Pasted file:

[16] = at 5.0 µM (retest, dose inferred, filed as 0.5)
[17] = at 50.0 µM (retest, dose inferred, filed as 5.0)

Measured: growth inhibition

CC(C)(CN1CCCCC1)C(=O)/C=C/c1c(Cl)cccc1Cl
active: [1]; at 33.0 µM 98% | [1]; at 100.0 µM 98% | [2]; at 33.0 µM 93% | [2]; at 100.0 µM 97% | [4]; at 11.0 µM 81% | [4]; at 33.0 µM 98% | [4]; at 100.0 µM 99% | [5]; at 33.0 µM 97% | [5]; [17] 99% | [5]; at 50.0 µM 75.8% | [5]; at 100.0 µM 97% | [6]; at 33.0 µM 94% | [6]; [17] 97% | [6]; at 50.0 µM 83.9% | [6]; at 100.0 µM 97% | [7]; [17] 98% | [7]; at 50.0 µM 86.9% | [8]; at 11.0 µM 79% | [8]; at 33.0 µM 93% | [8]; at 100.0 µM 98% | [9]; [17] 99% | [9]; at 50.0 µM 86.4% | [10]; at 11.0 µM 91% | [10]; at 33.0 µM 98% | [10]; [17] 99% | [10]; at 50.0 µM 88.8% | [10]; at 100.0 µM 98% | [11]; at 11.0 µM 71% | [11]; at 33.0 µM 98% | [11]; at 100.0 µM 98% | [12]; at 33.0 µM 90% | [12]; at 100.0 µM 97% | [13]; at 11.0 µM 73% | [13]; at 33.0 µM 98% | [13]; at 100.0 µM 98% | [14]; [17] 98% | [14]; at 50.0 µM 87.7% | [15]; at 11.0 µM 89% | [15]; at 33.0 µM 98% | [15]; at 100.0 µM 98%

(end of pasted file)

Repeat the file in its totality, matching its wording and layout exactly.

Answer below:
[16] = at 5.0 µM (retest, dose inferred, filed as 0.5)
[17] = at 50.0 µM (retest, dose inferred, filed as 5.0)

Measured: growth inhibition

CC(C)(CN1CCCCC1)C(=O)/C=C/c1c(Cl)cccc1Cl
active: [1]; at 33.0 µM 98% | [1]; at 100.0 µM 98% | [2]; at 33.0 µM 93% | [2]; at 100.0 µM 97% | [4]; at 11.0 µM 81% | [4]; at 33.0 µM 98% | [4]; at 100.0 µM 99% | [5]; at 33.0 µM 97% | [5]; [17] 99% | [5]; at 50.0 µM 75.8% | [5]; at 100.0 µM 97% | [6]; at 33.0 µM 94% | [6]; [17] 97% | [6]; at 50.0 µM 83.9% | [6]; at 100.0 µM 97% | [7]; [17] 98% | [7]; at 50.0 µM 86.9% | [8]; at 11.0 µM 79% | [8]; at 33.0 µM 93% | [8]; at 100.0 µM 98% | [9]; [17] 99% | [9]; at 50.0 µM 86.4% | [10]; at 11.0 µM 91% | [10]; at 33.0 µM 98% | [10]; [17] 99% | [10]; at 50.0 µM 88.8% | [10]; at 100.0 µM 98% | [11]; at 11.0 µM 71% | [11]; at 33.0 µM 98% | [11]; at 100.0 µM 98% | [12]; at 33.0 µM 90% | [12]; at 100.0 µM 97% | [13]; at 11.0 µM 73% | [13]; at 33.0 µM 98% | [13]; at 100.0 µM 98% | [14]; [17] 98% | [14]; at 50.0 µM 87.7% | [15]; at 11.0 µM 89% | [15]; at 33.0 µM 98% | [15]; at 100.0 µM 98%